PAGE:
I'm working through Stanford's computer vision course to refresh some of my math skills (http://vision.stanford.edu/teaching/cs223b/syllabus.html), and I've run into a problem while working with a simple 2d Support Vector Machine.

Basically, the SVM library I am using only returns the vector 'w', which is the normal to the hyperplane (or line in 2d). I have verified that I am getting the correct value. The problem is, it does not contain 'b' in the equation:

w.x + b = 0

How do I compute 'b', so that when I draw the line it correctly bisects my data?

Also, I've noticed that the library I'm using (liblinear for those interested) assumes that the hyperplane bisects the origin (again, it doesn't use 'b'). I believe it assumes that the data is centered about the origin? My question is, can I simply take the average position (avg) and translate all of my data points by avg? Is there a preferred method to prep the data before running it through a SVM?

  • 2
    $\begingroup$ Are you sure your library doesn't return the displacement? Although easy to calculate in principle, you need to be able to apply the kernel, so the library probably does supply $b$. Also, in some cases the data isn't separable and then you need to know the "penalty factor" to be able to calculate $b$. $\endgroup$ – Yuval Filmus Jan 26 '11 at 6:35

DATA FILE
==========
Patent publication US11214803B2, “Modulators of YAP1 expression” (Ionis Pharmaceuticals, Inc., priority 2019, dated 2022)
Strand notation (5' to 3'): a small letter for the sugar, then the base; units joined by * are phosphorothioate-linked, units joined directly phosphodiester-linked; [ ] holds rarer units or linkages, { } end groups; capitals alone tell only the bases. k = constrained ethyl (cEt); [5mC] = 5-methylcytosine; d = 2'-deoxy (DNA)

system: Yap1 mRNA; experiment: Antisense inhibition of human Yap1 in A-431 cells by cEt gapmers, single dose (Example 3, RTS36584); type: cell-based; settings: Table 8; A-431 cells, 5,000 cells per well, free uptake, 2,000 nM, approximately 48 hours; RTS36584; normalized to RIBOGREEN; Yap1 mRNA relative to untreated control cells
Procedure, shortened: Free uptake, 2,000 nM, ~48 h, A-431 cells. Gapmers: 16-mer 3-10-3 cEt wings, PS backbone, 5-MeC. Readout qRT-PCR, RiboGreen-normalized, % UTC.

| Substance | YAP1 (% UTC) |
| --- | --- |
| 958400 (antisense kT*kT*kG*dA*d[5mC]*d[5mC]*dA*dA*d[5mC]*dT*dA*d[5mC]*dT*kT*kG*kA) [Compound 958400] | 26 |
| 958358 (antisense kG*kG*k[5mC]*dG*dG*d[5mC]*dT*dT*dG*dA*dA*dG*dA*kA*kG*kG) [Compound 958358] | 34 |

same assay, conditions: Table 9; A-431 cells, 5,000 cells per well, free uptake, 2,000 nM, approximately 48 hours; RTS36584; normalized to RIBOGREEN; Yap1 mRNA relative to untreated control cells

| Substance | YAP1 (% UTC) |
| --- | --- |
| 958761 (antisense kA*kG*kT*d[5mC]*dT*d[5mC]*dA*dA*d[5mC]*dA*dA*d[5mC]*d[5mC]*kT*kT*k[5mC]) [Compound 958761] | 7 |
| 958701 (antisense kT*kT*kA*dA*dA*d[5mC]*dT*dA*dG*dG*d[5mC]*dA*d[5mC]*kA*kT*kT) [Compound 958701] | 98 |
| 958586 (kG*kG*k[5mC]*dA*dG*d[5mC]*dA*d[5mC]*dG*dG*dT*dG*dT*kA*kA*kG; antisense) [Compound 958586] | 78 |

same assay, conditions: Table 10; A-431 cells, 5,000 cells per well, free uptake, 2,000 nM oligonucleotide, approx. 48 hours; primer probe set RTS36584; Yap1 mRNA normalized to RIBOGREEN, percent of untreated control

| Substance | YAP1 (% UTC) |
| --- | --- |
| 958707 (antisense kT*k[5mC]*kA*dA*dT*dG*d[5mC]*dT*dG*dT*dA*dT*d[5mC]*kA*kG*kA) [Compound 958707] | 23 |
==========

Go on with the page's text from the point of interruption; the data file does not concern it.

• $\begingroup$ Thanks. I will try looking at some other libraries and see if they return the displacement. $\endgroup$ – user6261 Jan 26 '11 at 15:48
  • $\begingroup$ Are you doing classification or regression? I believe that you can recover $b$ from the KKT conditions. There are several good sights which cover the techniques. en.wikipedia.org/wiki/Support_vector_machine $\endgroup$ – Tpofofn Mar 27 '11 at 16:45
  • $\begingroup$ Scikits.learn, which is a Python layer over LIBSVM, does return the bias parameter within SVM objects. It's easy to use; I would consider it. $\endgroup$ – ely Mar 22 '12 at 2:58

You should provide bias parameter for your problem. The bias parameter (B) leads to augmenting training samples $(x_i)$ to $(x_i, B)$, so the hyperplane vector will be $(w, b)$ instead $(w)$. For more details see section 2 of LIBLINEAR paper.


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